A stochastic mixed effects model to assess treatment effects and fluctuations in home-measured peak expiratory flow and the association with exacerbation risk in asthma

J. Leander, M. Jirstrand, U. G. Eriksson, R. Palmér. CPT: Pharmacometrics & Systems Pharmacology, 18 November 2021.


Home-based measures of lung function, inflammation, symptoms, and medication use are frequently collected in respiratory clinical trials. However, new statistical approaches are needed to make better use of the information contained in these data-rich variables.

In this work, we use data from two Phase III asthma clinical trials – demonstrating the benefit of benralizumab treatment – to develop a novel longitudinal mixed effects model of peak expiratory flow (PEF), a lung function measure easily captured at home using a hand-held device. The model is based on an extension of the mixed effects modeling framework to incorporate stochastic differential equations and allows for quantification of several statistical properties of a patient’s PEF data: the longitudinal trend, long-term fluctuations, and day-to-day variability. These properties are compared between treatment groups and related to a patient’s exacerbation risk, using a repeated time-to-event model.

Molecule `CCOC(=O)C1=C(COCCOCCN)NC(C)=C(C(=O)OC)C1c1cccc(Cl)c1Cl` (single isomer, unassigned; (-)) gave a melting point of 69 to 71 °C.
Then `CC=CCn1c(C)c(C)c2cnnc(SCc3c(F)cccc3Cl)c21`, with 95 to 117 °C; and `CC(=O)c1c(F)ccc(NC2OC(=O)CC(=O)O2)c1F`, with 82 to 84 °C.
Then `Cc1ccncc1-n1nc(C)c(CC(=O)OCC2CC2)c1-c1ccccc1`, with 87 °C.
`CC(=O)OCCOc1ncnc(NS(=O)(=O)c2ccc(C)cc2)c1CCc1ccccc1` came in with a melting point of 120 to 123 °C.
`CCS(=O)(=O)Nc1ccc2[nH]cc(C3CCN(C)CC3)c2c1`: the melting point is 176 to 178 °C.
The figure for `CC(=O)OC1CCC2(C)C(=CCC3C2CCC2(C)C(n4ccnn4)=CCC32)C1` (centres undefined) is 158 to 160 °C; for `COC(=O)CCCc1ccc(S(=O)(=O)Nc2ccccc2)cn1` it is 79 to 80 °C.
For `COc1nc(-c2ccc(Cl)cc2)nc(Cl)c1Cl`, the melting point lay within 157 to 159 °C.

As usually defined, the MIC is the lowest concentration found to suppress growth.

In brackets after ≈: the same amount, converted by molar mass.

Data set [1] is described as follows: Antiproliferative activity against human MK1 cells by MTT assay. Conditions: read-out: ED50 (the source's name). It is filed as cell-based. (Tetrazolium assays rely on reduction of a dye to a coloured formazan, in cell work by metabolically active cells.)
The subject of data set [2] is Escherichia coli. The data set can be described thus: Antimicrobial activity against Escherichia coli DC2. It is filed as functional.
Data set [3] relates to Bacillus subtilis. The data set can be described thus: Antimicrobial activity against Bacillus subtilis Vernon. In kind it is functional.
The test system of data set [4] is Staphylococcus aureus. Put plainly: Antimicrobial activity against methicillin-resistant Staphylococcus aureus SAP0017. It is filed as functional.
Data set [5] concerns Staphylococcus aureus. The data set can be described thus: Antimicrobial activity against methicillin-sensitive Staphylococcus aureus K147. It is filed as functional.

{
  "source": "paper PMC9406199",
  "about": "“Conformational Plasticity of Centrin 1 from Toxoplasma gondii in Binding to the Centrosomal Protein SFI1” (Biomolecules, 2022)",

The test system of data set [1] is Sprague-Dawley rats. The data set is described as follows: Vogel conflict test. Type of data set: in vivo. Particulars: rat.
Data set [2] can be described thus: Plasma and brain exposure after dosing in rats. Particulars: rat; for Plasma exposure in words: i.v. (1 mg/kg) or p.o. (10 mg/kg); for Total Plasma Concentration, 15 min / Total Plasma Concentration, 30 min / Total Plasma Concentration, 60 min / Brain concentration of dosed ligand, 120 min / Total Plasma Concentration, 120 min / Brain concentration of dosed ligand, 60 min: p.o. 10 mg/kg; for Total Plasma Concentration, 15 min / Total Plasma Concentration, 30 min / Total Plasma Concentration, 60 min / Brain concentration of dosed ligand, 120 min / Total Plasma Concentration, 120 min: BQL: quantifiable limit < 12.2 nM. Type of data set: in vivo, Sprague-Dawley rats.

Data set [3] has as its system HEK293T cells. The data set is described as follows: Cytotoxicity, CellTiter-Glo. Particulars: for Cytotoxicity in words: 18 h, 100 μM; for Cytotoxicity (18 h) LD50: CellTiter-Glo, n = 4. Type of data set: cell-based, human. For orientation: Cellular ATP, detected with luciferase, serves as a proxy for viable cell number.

The mixed effects model adequately described the observed data from the two clinical trials and model parameters were accurately estimated. Benralizumab treatment was shown to improve a patient’s average PEF level and reduce long-term fluctuations. Both of these effects were shown to be associated with a lower exacerbation risk. The day-to-day variability was neither significantly affected by treatment nor associated with exacerbation risk.

Our work shows the potential of a stochastic model-based analysis of home-based lung function measures to support better estimation and understanding of treatment effects and disease stability. The proposed analysis can serve as a complement to descriptive statistics of home-based measures in the reporting of respiratory clinical trials.

Photo credits: Nic McPhee